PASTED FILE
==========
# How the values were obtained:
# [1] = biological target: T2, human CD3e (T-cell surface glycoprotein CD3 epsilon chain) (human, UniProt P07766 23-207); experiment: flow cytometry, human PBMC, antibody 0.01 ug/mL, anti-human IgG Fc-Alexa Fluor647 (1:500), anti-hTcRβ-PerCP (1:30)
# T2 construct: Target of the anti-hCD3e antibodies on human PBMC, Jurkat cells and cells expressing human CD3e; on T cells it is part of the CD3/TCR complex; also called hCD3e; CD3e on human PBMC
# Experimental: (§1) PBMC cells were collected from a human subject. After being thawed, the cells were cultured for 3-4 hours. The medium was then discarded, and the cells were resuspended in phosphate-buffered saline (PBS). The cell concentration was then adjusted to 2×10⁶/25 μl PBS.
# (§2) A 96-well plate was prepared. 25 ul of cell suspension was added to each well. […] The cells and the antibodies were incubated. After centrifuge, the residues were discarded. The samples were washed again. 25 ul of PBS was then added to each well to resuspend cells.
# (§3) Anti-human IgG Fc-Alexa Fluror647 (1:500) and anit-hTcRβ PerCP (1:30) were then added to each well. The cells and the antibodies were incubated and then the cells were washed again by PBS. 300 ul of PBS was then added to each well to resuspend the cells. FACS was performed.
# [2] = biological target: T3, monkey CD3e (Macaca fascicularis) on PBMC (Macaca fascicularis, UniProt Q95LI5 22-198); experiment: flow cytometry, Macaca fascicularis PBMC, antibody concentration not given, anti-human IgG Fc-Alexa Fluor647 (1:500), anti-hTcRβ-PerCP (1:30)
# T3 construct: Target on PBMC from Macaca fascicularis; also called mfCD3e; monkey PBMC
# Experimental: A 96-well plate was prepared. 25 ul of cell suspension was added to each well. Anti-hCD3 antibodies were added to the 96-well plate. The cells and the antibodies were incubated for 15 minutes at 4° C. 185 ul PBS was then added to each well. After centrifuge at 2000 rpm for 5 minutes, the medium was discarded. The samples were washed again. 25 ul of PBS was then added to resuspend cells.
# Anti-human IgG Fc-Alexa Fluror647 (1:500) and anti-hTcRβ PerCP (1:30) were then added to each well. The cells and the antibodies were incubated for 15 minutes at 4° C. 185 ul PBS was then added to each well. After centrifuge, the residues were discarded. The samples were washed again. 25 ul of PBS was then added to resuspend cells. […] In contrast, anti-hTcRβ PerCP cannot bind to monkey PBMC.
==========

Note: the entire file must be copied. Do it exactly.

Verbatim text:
# How the values were obtained:
# [1] = biological target: T2, human CD3e (T-cell surface glycoprotein CD3 epsilon chain) (human, UniProt P07766 23-207); experiment: flow cytometry, human PBMC, antibody 0.01 ug/mL, anti-human IgG Fc-Alexa Fluor647 (1:500), anti-hTcRβ-PerCP (1:30)
# T2 construct: Target of the anti-hCD3e antibodies on human PBMC, Jurkat cells and cells expressing human CD3e; on T cells it is part of the CD3/TCR complex; also called hCD3e; CD3e on human PBMC
# Experimental: (§1) PBMC cells were collected from a human subject. After being thawed, the cells were cultured for 3-4 hours. The medium was then discarded, and the cells were resuspended in phosphate-buffered saline (PBS). The cell concentration was then adjusted to 2×10⁶/25 μl PBS.
# (§2) A 96-well plate was prepared. 25 ul of cell suspension was added to each well. […] The cells and the antibodies were incubated. After centrifuge, the residues were discarded. The samples were washed again. 25 ul of PBS was then added to each well to resuspend cells.
# (§3) Anti-human IgG Fc-Alexa Fluror647 (1:500) and anit-hTcRβ PerCP (1:30) were then added to each well. The cells and the antibodies were incubated and then the cells were washed again by PBS. 300 ul of PBS was then added to each well to resuspend the cells. FACS was performed.
# [2] = biological target: T3, monkey CD3e (Macaca fascicularis) on PBMC (Macaca fascicularis, UniProt Q95LI5 22-198); experiment: flow cytometry, Macaca fascicularis PBMC, antibody concentration not given, anti-human IgG Fc-Alexa Fluor647 (1:500), anti-hTcRβ-PerCP (1:30)
# T3 construct: Target on PBMC from Macaca fascicularis; also called mfCD3e; monkey PBMC
# Experimental: A 96-well plate was prepared. 25 ul of cell suspension was added to each well. Anti-hCD3 antibodies were added to the 96-well plate. The cells and the antibodies were incubated for 15 minutes at 4° C. 185 ul PBS was then added to each well. After centrifuge at 2000 rpm for 5 minutes, the medium was discarded. The samples were washed again. 25 ul of PBS was then added to resuspend cells.
# Anti-human IgG Fc-Alexa Fluror647 (1:500) and anti-hTcRβ PerCP (1:30) were then added to each well. The cells and the antibodies were incubated for 15 minutes at 4° C. 185 ul PBS was then added to each well. After centrifuge, the residues were discarded. The samples were washed again. 25 ul of PBS was then added to resuspend cells. […] In contrast, anti-hTcRβ PerCP cannot bind to monkey PBMC.